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In the early 1960s a way of efficiently turning sound into bits and bytes was discovered. These analog-to-digital converters, capable of turning one second’s worth of sound into 300,000 numbers (on the fly!) made it possible to transform the acoustic waves that we hear as sound—conversations, car horns, your mother-in-law’s voice and even music—into long sequences of numbers, which were then stored in computer memories.

From there the numbers could then be turned back into the original sound, but this was not a big advance because the ability to simply record a sound had been known for quite some time. The major advance was more than that: Now sound could be manipulated very easily, just as a chunk of data. The creative potential for musical composition and sound generation empowered a revolution in the world of music. That revolution is the world of electroacoustic music, engendered wonderful synthesis of music, mathematics and computing.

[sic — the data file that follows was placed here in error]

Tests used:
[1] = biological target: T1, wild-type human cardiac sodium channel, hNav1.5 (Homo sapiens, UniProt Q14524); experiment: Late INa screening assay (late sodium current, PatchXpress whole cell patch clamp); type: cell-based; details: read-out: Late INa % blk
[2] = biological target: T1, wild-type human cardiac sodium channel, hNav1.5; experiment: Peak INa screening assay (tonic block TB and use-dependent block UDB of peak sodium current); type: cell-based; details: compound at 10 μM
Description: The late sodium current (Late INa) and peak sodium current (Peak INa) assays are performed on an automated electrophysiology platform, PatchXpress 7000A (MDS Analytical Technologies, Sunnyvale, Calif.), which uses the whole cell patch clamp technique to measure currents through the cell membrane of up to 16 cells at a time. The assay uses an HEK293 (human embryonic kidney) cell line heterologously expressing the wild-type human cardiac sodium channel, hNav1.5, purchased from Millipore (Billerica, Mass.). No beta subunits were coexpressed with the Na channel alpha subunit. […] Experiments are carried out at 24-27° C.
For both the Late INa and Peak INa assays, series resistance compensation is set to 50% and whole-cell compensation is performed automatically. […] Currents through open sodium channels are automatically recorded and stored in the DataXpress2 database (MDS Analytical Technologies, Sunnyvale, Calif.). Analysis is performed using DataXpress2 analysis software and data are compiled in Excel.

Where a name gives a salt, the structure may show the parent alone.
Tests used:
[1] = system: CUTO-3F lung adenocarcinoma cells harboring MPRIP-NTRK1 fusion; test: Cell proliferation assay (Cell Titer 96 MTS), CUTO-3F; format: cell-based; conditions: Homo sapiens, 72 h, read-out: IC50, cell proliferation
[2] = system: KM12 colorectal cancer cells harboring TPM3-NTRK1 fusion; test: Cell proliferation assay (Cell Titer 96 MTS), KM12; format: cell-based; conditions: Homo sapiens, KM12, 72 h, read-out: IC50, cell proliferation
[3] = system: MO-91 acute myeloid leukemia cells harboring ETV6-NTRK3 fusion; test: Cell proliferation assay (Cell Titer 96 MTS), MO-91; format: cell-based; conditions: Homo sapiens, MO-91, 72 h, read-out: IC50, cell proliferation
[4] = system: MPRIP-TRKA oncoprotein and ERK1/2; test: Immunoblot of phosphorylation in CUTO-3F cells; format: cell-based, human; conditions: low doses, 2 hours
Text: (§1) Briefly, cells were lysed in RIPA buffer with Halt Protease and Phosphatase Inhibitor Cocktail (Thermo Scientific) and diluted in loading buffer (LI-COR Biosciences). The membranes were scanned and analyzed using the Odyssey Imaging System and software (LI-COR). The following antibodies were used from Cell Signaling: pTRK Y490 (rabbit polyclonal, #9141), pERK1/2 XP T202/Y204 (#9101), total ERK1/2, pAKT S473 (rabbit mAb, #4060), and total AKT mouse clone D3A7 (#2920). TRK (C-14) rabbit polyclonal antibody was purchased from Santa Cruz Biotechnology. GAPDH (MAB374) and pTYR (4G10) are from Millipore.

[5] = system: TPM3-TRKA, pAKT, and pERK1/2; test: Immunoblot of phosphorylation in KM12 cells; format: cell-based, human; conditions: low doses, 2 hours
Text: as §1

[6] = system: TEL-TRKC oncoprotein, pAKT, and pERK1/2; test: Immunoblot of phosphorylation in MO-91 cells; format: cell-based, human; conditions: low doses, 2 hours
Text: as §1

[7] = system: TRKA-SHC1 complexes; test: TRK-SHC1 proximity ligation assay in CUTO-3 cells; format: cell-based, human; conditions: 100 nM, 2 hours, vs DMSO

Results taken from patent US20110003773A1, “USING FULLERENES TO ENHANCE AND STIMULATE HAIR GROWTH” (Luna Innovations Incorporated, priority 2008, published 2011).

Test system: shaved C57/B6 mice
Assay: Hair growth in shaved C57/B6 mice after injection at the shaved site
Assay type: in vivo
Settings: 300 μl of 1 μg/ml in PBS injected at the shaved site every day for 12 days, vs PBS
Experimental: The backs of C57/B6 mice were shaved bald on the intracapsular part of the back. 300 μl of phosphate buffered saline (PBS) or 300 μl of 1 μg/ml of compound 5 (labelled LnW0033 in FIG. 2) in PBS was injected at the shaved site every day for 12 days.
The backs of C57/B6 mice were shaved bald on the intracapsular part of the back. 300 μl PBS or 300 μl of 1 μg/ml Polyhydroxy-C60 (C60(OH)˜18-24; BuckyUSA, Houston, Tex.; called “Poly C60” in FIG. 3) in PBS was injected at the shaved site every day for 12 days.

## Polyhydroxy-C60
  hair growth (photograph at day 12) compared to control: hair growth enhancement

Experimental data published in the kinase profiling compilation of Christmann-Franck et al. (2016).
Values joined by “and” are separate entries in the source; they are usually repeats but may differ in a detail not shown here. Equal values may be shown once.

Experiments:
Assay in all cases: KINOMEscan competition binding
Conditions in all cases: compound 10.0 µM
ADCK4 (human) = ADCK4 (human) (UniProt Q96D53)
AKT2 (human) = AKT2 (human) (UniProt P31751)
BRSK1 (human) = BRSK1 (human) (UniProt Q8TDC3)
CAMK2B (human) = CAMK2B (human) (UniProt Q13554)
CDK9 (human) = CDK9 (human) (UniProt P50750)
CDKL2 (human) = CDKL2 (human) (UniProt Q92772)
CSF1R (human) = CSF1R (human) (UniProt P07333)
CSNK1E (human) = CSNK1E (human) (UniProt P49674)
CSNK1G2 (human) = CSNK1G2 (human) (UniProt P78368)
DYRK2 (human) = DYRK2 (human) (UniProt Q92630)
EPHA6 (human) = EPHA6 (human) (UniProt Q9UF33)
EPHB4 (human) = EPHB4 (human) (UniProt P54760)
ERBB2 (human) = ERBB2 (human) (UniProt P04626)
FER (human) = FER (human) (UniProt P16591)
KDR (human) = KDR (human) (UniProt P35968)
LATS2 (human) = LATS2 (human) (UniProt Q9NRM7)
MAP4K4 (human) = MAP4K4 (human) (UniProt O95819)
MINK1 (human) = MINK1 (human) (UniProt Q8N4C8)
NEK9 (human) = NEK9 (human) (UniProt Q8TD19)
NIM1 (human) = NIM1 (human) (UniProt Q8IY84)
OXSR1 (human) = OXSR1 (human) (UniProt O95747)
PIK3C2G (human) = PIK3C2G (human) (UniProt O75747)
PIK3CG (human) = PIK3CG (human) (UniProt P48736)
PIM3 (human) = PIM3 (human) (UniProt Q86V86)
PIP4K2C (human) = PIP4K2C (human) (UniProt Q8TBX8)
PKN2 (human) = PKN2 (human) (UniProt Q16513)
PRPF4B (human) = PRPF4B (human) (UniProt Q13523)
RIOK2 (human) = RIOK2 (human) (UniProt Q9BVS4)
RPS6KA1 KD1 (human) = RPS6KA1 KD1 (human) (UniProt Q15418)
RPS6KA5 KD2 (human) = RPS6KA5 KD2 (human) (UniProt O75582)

This is a complete course that introduces the reader to the mathematical, physical, and computer science challenges and achievements that have made digital audio and electroacoustic music possible.